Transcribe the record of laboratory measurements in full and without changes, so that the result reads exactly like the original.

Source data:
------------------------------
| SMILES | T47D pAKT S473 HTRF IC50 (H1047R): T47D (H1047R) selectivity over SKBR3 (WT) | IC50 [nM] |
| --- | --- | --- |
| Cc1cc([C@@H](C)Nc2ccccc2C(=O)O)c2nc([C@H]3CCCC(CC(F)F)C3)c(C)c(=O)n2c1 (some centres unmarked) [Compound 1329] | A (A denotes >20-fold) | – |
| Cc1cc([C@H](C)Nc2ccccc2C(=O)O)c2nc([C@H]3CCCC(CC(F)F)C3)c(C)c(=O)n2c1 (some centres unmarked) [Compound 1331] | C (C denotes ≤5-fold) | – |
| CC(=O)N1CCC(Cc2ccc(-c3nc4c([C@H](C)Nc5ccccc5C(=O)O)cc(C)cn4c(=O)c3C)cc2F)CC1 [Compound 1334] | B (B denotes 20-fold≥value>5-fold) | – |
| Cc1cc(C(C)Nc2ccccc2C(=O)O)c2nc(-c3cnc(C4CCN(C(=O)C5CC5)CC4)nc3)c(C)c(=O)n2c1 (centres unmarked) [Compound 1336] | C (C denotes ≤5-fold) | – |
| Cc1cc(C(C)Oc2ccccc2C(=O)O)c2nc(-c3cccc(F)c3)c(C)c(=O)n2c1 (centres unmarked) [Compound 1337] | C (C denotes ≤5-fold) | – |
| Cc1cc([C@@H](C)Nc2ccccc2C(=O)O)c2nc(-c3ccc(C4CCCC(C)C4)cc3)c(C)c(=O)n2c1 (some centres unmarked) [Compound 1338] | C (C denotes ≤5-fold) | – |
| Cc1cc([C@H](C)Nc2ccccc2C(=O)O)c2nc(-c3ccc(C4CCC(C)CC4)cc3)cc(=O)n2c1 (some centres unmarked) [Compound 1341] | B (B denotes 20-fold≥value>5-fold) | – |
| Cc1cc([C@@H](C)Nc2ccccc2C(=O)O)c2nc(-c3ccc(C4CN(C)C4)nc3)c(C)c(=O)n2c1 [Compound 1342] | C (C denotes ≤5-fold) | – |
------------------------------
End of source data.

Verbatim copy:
| SMILES | T47D pAKT S473 HTRF IC50 (H1047R): T47D (H1047R) selectivity over SKBR3 (WT) | IC50 [nM] |
| --- | --- | --- |
| Cc1cc([C@@H](C)Nc2ccccc2C(=O)O)c2nc([C@H]3CCCC(CC(F)F)C3)c(C)c(=O)n2c1 (some centres unmarked) [Compound 1329] | A (A denotes >20-fold) | – |
| Cc1cc([C@H](C)Nc2ccccc2C(=O)O)c2nc([C@H]3CCCC(CC(F)F)C3)c(C)c(=O)n2c1 (some centres unmarked) [Compound 1331] | C (C denotes ≤5-fold) | – |
| CC(=O)N1CCC(Cc2ccc(-c3nc4c([C@H](C)Nc5ccccc5C(=O)O)cc(C)cn4c(=O)c3C)cc2F)CC1 [Compound 1334] | B (B denotes 20-fold≥value>5-fold) | – |
| Cc1cc(C(C)Nc2ccccc2C(=O)O)c2nc(-c3cnc(C4CCN(C(=O)C5CC5)CC4)nc3)c(C)c(=O)n2c1 (centres unmarked) [Compound 1336] | C (C denotes ≤5-fold) | – |
| Cc1cc(C(C)Oc2ccccc2C(=O)O)c2nc(-c3cccc(F)c3)c(C)c(=O)n2c1 (centres unmarked) [Compound 1337] | C (C denotes ≤5-fold) | – |
| Cc1cc([C@@H](C)Nc2ccccc2C(=O)O)c2nc(-c3ccc(C4CCCC(C)C4)cc3)c(C)c(=O)n2c1 (some centres unmarked) [Compound 1338] | C (C denotes ≤5-fold) | – |
| Cc1cc([C@H](C)Nc2ccccc2C(=O)O)c2nc(-c3ccc(C4CCC(C)CC4)cc3)cc(=O)n2c1 (some centres unmarked) [Compound 1341] | B (B denotes 20-fold≥value>5-fold) | – |
| Cc1cc([C@@H](C)Nc2ccccc2C(=O)O)c2nc(-c3ccc(C4CN(C)C4)nc3)c(C)c(=O)n2c1 [Compound 1342] | C (C denotes ≤5-fold) | – |